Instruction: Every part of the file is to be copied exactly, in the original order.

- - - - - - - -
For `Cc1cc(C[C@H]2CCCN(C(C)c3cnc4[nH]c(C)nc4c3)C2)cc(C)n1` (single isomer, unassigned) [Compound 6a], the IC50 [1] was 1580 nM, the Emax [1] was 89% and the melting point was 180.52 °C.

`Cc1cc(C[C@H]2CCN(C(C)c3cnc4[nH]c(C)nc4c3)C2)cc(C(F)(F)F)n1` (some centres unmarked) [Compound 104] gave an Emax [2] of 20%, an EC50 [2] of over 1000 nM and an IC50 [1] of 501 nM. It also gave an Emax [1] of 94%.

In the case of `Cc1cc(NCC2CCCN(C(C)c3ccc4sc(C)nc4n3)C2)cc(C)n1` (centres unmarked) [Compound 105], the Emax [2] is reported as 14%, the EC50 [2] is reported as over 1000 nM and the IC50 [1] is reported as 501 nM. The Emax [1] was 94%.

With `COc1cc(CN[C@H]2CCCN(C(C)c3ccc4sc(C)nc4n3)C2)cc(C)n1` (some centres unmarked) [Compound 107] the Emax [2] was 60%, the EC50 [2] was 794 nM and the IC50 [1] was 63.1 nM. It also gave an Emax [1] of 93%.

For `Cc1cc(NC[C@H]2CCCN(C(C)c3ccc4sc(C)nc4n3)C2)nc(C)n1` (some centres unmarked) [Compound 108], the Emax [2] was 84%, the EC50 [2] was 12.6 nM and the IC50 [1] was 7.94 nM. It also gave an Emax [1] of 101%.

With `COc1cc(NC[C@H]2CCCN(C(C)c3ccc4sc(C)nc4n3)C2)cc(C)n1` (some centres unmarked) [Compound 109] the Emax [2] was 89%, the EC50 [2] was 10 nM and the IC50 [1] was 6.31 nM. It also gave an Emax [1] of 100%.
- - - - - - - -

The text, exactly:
For `Cc1cc(C[C@H]2CCCN(C(C)c3cnc4[nH]c(C)nc4c3)C2)cc(C)n1` (single isomer, unassigned) [Compound 6a], the IC50 [1] was 1580 nM, the Emax [1] was 89% and the melting point was 180.52 °C.

`Cc1cc(C[C@H]2CCN(C(C)c3cnc4[nH]c(C)nc4c3)C2)cc(C(F)(F)F)n1` (some centres unmarked) [Compound 104] gave an Emax [2] of 20%, an EC50 [2] of over 1000 nM and an IC50 [1] of 501 nM. It also gave an Emax [1] of 94%.

In the case of `Cc1cc(NCC2CCCN(C(C)c3ccc4sc(C)nc4n3)C2)cc(C)n1` (centres unmarked) [Compound 105], the Emax [2] is reported as 14%, the EC50 [2] is reported as over 1000 nM and the IC50 [1] is reported as 501 nM. The Emax [1] was 94%.

With `COc1cc(CN[C@H]2CCCN(C(C)c3ccc4sc(C)nc4n3)C2)cc(C)n1` (some centres unmarked) [Compound 107] the Emax [2] was 60%, the EC50 [2] was 794 nM and the IC50 [1] was 63.1 nM. It also gave an Emax [1] of 93%.

For `Cc1cc(NC[C@H]2CCCN(C(C)c3ccc4sc(C)nc4n3)C2)nc(C)n1` (some centres unmarked) [Compound 108], the Emax [2] was 84%, the EC50 [2] was 12.6 nM and the IC50 [1] was 7.94 nM. It also gave an Emax [1] of 101%.

With `COc1cc(NC[C@H]2CCCN(C(C)c3ccc4sc(C)nc4n3)C2)cc(C)n1` (some centres unmarked) [Compound 109] the Emax [2] was 89%, the EC50 [2] was 10 nM and the IC50 [1] was 6.31 nM. It also gave an Emax [1] of 100%.